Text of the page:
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Hoisington council renews Stutzman trash contract
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HOISINGTON — The City of Hoisington will continue its trash service agreement with Stutzman Refuse Disposal Inc. through a re-negotiated eight-year contract, as approved by the city council.

Monday’s meeting consisted of two action items, with the Stutzman contract considered as new business. The other item, included in the consent agenda, concerned council’s approval of a letter directed to the Hoisington community regarding non-enforcement of a portion of the city’s Uniform Public Offense Code.

Stutzman contract extended

Stutzman’s current agreement, including nine years of trash service to the Hoisington community, expires April 14, 2023. According to a proposal letter to the City Manager’s office dated Feb. 24, however, concerns with recent volatility in the price of diesel fuel prompted SRD to seek an earlier contract date. According to contract, SRD is allowed a 3.96% CPI increase, with no increase due to disposal cost, if the price of diesel rises above $4.221 per gallon. 

The U.S. Energy Information Administration had the average price of diesel in the Midwest region pegged at $5 per gallon in its report on Wednesday.

To maintain services and rates, the new eight-year contract would forgo increases in 2022 and 2023. After the agreement’s second year, annual increases would not exceed 4% on the anniversary date of the contract.

Meanwhile, SRD will continue to provide free service to all current city-owned facilities: the public recycle center at Second St. will continue free service as long as there is less than 10% contamination and commercial businesses do not use the facility. SRD will provide compactor truck, driver and personnel to facilitate a citywide curbside cleanup service once per year on a day designated by SRD. 

Additionally, SRD will provide 20 trash carts for the Mud Run; move 8-10 commercial containers to street-side locations for Labor Day and add up to 20 additional carts for the event at no charge.

Current cart rates

Hoisington city residential curbside service and rates are as follows:

• 95 gal. trash cart with 95 gal. recycle, $15.78 per month plus fee.

• 65 gal. trash cart with 65 gal. recycle, $13.79 per month plus fee.

• Second trash (65 or 95) cart, $9.49 per month with fee.

• Second recycle. (95) cart, $3.01 plus fee.

Letter of non-enforcement

As part of its consent agenda, the council passed without discussion approval of a public notice to be issued regarding a portion of the city’s Uniform Public Offense Code that was determined to be unenforceable as the result of a recent court ruling. In his address to the council, City Manager Jonathan Mitchell noted that the public notice, in the form of a letter to the community, was prepared in consultation with the League of Kansas Municipalities and had been reviewed by the city attorney.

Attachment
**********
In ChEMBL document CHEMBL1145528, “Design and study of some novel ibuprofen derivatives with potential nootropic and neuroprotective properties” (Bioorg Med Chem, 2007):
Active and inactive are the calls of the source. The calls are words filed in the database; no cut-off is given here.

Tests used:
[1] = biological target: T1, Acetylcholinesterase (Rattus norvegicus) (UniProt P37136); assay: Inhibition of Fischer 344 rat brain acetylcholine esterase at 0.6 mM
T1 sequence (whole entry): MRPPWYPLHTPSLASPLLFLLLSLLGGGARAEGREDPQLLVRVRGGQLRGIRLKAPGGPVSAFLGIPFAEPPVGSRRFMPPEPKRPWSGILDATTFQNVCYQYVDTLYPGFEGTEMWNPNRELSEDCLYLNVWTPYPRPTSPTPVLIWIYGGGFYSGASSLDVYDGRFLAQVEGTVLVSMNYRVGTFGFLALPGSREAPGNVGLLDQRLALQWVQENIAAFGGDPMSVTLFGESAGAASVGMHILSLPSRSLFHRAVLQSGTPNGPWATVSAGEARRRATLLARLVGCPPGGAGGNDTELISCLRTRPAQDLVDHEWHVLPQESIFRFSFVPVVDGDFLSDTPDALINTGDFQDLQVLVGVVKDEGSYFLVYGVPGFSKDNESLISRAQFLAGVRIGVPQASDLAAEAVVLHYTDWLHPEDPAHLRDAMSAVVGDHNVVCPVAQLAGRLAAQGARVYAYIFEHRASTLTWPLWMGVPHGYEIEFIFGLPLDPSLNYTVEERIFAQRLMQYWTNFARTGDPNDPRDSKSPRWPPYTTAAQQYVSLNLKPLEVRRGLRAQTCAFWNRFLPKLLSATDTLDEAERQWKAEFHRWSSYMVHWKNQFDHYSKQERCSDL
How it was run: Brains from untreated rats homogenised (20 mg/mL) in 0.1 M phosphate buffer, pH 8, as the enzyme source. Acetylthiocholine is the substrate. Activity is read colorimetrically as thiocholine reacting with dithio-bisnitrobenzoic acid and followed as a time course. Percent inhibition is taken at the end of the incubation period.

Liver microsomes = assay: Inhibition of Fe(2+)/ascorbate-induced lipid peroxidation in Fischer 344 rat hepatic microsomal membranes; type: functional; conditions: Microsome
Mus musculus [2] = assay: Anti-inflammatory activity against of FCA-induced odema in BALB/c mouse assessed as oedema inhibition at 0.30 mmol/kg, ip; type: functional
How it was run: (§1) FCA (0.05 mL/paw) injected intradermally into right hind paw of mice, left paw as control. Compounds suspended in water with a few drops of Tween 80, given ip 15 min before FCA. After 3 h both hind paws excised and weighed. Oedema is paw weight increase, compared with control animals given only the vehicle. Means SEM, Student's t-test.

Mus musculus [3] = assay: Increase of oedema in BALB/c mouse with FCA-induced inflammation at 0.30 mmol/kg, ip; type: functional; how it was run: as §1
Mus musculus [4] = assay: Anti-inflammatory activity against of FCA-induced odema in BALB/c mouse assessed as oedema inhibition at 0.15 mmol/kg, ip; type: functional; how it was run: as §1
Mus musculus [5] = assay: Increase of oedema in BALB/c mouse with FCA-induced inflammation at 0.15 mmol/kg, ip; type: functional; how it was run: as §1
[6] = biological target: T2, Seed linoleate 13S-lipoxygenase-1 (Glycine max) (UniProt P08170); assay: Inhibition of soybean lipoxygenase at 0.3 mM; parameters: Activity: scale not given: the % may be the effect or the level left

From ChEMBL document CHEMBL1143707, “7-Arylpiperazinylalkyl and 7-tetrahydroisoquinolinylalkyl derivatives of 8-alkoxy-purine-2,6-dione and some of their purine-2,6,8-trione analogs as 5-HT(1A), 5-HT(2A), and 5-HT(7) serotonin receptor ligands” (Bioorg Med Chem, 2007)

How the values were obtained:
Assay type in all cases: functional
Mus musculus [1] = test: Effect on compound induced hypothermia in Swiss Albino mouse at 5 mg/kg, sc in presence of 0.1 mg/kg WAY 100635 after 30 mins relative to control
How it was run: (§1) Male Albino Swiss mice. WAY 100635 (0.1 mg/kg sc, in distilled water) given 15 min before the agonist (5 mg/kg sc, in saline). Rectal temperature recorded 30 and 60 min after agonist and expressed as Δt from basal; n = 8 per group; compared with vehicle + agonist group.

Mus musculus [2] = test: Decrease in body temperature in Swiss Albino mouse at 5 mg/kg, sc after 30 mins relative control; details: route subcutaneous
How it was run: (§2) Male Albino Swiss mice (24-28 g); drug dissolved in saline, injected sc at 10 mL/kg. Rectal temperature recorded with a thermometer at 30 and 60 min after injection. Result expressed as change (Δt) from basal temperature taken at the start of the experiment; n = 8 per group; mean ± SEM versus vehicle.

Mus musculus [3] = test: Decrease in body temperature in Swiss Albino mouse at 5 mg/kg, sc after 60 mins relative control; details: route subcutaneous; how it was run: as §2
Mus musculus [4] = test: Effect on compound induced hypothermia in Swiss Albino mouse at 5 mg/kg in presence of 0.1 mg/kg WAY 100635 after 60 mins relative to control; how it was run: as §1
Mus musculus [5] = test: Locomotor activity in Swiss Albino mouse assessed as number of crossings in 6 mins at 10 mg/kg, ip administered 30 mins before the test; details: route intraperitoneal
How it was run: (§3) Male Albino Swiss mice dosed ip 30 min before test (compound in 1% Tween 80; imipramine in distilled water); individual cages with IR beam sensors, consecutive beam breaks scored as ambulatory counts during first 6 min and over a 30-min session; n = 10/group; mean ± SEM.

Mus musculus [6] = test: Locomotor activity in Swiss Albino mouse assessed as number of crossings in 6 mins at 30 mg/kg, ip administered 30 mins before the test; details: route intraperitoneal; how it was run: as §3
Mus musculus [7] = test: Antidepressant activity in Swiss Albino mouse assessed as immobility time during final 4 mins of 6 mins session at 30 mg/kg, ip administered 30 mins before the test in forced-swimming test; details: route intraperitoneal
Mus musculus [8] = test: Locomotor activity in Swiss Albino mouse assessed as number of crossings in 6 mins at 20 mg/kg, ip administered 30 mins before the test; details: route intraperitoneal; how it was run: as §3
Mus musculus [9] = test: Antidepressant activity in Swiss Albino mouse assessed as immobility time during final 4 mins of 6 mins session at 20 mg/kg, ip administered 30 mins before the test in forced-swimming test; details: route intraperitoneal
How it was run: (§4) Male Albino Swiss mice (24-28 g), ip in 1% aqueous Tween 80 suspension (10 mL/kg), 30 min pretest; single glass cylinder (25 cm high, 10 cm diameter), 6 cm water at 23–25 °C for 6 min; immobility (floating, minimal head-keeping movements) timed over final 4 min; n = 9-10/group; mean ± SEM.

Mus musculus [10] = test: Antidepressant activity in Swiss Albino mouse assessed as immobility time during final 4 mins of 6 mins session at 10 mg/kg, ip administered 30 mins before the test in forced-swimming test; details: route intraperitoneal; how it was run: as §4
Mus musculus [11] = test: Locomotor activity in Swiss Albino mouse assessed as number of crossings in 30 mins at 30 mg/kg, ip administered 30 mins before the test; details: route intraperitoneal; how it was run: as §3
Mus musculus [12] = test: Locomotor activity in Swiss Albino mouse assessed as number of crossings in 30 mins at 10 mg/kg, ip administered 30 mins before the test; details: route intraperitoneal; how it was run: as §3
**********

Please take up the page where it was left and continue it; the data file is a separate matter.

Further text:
The letter states that the City of Hoisington will “take no action to enforce Section 7.5(a)(2) of the Uniform Public Offense Code pending a final adjudication of the matter captioned VoteAmerica V. Schwab.”

The letter also states that in the event the Court permanently enjoins provision within HB2332 that mirrors Sec. 7.5(a)(2) of the UPOC, the city will continue to refrain from enforcement of the section and will evaluate whether legislative action is appropriate to be presented to the governing body of the city for consideration of amendment of the ordinance.

The UPOC section in question deals with distribution of unattributed applications for advance voting ballots, specifically stating that the application for an advance voting ballot mailed to voters by request shall be the official application provided by the secretary of state. No portion of such application shall be completed prior to mailing to the registered voter, the code states.

HB2332 background

The House bill became law on June 1, 2021 after the April 23 veto by Gov. Laura Kelly was overridden by the Legislature in May.

Essentially, the law barred out-of-state entities from mailing advance ballot applications to any voter in the state. The law made it a crime to send mail ballot applications with the voter’s name and address already filled out, as VoteAmerica had done for more than 7,100 requesting voters in Kansas prior to the November 2020 election. Penalties for law violation were set at $20 per infraction (per mailing).

Later that month, Campaign Legal Center filed suit in federal court on behalf of California-based VoteAmerica and the Voter Participation Center. Secretary of State Scott Schwab, Attorney General Derek Schmidt and Johnson County District Attorney Stephen Howe were named as defendants.

A preliminary injunction blocking the law’s enforcement was issued by U.S. District Judge Kathryn Vratil in November.

On Feb. 25 in federal court, a permanent injunction was ordered, in which the state agreed not to object to arguments raised by the nonprofit organizations that maintained the 2021 law violates the First and 14th Amendments to the U.S. Constitution. The state also agreed not to appeal the decision and will pay attorney fees and court costs.